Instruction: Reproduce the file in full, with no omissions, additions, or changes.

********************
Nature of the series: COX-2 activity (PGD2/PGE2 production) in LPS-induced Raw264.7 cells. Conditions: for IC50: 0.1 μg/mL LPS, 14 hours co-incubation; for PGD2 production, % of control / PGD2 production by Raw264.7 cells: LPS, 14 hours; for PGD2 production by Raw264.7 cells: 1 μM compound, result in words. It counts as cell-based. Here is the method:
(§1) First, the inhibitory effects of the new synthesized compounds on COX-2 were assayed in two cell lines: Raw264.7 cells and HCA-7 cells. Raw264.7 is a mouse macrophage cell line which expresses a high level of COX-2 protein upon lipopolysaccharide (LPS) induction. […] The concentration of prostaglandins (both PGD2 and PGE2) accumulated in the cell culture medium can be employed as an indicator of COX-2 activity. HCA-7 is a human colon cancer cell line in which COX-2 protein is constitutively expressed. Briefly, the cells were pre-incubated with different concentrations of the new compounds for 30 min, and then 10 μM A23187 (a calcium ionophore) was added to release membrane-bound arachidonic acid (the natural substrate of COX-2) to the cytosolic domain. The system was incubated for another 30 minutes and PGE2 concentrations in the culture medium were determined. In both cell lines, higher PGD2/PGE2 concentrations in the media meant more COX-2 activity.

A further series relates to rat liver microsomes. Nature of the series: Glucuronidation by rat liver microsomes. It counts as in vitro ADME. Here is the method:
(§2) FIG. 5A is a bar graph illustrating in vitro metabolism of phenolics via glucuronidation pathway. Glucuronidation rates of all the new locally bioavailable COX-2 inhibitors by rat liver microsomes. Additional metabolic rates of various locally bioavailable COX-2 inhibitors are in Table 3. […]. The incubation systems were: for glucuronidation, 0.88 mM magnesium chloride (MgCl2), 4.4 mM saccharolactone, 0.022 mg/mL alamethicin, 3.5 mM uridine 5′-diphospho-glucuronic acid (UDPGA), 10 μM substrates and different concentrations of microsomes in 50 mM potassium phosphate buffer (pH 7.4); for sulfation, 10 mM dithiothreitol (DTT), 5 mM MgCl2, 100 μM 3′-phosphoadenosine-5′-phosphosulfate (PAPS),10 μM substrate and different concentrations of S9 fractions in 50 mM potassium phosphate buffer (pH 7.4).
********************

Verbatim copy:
Nature of the series: COX-2 activity (PGD2/PGE2 production) in LPS-induced Raw264.7 cells. Conditions: for IC50: 0.1 μg/mL LPS, 14 hours co-incubation; for PGD2 production, % of control / PGD2 production by Raw264.7 cells: LPS, 14 hours; for PGD2 production by Raw264.7 cells: 1 μM compound, result in words. It counts as cell-based. Here is the method:
(§1) First, the inhibitory effects of the new synthesized compounds on COX-2 were assayed in two cell lines: Raw264.7 cells and HCA-7 cells. Raw264.7 is a mouse macrophage cell line which expresses a high level of COX-2 protein upon lipopolysaccharide (LPS) induction. […] The concentration of prostaglandins (both PGD2 and PGE2) accumulated in the cell culture medium can be employed as an indicator of COX-2 activity. HCA-7 is a human colon cancer cell line in which COX-2 protein is constitutively expressed. Briefly, the cells were pre-incubated with different concentrations of the new compounds for 30 min, and then 10 μM A23187 (a calcium ionophore) was added to release membrane-bound arachidonic acid (the natural substrate of COX-2) to the cytosolic domain. The system was incubated for another 30 minutes and PGE2 concentrations in the culture medium were determined. In both cell lines, higher PGD2/PGE2 concentrations in the media meant more COX-2 activity.

A further series relates to rat liver microsomes. Nature of the series: Glucuronidation by rat liver microsomes. It counts as in vitro ADME. Here is the method:
(§2) FIG. 5A is a bar graph illustrating in vitro metabolism of phenolics via glucuronidation pathway. Glucuronidation rates of all the new locally bioavailable COX-2 inhibitors by rat liver microsomes. Additional metabolic rates of various locally bioavailable COX-2 inhibitors are in Table 3. […]. The incubation systems were: for glucuronidation, 0.88 mM magnesium chloride (MgCl2), 4.4 mM saccharolactone, 0.022 mg/mL alamethicin, 3.5 mM uridine 5′-diphospho-glucuronic acid (UDPGA), 10 μM substrates and different concentrations of microsomes in 50 mM potassium phosphate buffer (pH 7.4); for sulfation, 10 mM dithiothreitol (DTT), 5 mM MgCl2, 100 μM 3′-phosphoadenosine-5′-phosphosulfate (PAPS),10 μM substrate and different concentrations of S9 fractions in 50 mM potassium phosphate buffer (pH 7.4).